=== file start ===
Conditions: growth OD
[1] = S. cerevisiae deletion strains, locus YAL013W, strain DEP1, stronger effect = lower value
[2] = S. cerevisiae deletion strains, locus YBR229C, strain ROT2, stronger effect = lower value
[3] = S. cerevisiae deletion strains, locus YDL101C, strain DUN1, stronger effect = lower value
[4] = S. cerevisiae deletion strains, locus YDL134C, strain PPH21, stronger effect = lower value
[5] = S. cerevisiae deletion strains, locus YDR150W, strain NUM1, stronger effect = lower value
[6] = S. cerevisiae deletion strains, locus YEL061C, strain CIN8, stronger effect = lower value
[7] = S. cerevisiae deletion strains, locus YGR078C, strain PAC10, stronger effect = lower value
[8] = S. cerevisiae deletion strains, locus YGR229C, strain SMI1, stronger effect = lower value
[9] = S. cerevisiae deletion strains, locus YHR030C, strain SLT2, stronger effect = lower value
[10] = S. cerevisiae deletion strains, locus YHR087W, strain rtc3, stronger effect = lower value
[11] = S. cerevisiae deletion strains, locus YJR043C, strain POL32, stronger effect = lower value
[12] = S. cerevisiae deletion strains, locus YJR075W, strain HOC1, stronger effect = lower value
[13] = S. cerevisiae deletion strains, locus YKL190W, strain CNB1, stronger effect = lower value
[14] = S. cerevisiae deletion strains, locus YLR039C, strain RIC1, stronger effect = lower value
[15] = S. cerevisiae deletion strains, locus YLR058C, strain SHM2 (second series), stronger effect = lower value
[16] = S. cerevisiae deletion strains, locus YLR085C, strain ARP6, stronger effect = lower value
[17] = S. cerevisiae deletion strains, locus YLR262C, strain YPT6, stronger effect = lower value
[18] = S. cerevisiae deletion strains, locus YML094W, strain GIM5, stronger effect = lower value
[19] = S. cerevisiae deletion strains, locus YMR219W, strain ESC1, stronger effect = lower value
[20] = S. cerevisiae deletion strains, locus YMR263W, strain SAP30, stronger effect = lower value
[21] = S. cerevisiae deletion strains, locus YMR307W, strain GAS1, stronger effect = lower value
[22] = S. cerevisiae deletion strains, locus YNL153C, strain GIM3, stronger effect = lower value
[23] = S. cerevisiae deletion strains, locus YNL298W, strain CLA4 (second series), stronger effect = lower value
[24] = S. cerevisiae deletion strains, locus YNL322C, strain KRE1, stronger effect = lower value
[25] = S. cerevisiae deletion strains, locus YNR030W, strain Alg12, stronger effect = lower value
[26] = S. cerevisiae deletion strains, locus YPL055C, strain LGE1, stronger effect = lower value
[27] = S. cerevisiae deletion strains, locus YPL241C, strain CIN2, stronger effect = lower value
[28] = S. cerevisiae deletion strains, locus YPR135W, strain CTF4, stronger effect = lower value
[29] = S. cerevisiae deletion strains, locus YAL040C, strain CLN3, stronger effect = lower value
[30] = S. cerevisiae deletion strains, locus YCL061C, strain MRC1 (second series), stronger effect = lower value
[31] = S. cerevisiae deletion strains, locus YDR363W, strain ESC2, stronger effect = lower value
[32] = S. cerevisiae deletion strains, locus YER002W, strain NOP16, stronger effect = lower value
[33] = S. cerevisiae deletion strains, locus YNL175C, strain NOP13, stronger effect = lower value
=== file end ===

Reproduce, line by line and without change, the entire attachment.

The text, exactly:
Conditions: growth OD
[1] = S. cerevisiae deletion strains, locus YAL013W, strain DEP1, stronger effect = lower value
[2] = S. cerevisiae deletion strains, locus YBR229C, strain ROT2, stronger effect = lower value
[3] = S. cerevisiae deletion strains, locus YDL101C, strain DUN1, stronger effect = lower value
[4] = S. cerevisiae deletion strains, locus YDL134C, strain PPH21, stronger effect = lower value
[5] = S. cerevisiae deletion strains, locus YDR150W, strain NUM1, stronger effect = lower value
[6] = S. cerevisiae deletion strains, locus YEL061C, strain CIN8, stronger effect = lower value
[7] = S. cerevisiae deletion strains, locus YGR078C, strain PAC10, stronger effect = lower value
[8] = S. cerevisiae deletion strains, locus YGR229C, strain SMI1, stronger effect = lower value
[9] = S. cerevisiae deletion strains, locus YHR030C, strain SLT2, stronger effect = lower value
[10] = S. cerevisiae deletion strains, locus YHR087W, strain rtc3, stronger effect = lower value
[11] = S. cerevisiae deletion strains, locus YJR043C, strain POL32, stronger effect = lower value
[12] = S. cerevisiae deletion strains, locus YJR075W, strain HOC1, stronger effect = lower value
[13] = S. cerevisiae deletion strains, locus YKL190W, strain CNB1, stronger effect = lower value
[14] = S. cerevisiae deletion strains, locus YLR039C, strain RIC1, stronger effect = lower value
[15] = S. cerevisiae deletion strains, locus YLR058C, strain SHM2 (second series), stronger effect = lower value
[16] = S. cerevisiae deletion strains, locus YLR085C, strain ARP6, stronger effect = lower value
[17] = S. cerevisiae deletion strains, locus YLR262C, strain YPT6, stronger effect = lower value
[18] = S. cerevisiae deletion strains, locus YML094W, strain GIM5, stronger effect = lower value
[19] = S. cerevisiae deletion strains, locus YMR219W, strain ESC1, stronger effect = lower value
[20] = S. cerevisiae deletion strains, locus YMR263W, strain SAP30, stronger effect = lower value
[21] = S. cerevisiae deletion strains, locus YMR307W, strain GAS1, stronger effect = lower value
[22] = S. cerevisiae deletion strains, locus YNL153C, strain GIM3, stronger effect = lower value
[23] = S. cerevisiae deletion strains, locus YNL298W, strain CLA4 (second series), stronger effect = lower value
[24] = S. cerevisiae deletion strains, locus YNL322C, strain KRE1, stronger effect = lower value
[25] = S. cerevisiae deletion strains, locus YNR030W, strain Alg12, stronger effect = lower value
[26] = S. cerevisiae deletion strains, locus YPL055C, strain LGE1, stronger effect = lower value
[27] = S. cerevisiae deletion strains, locus YPL241C, strain CIN2, stronger effect = lower value
[28] = S. cerevisiae deletion strains, locus YPR135W, strain CTF4, stronger effect = lower value
[29] = S. cerevisiae deletion strains, locus YAL040C, strain CLN3, stronger effect = lower value
[30] = S. cerevisiae deletion strains, locus YCL061C, strain MRC1 (second series), stronger effect = lower value
[31] = S. cerevisiae deletion strains, locus YDR363W, strain ESC2, stronger effect = lower value
[32] = S. cerevisiae deletion strains, locus YER002W, strain NOP16, stronger effect = lower value
[33] = S. cerevisiae deletion strains, locus YNL175C, strain NOP13, stronger effect = lower value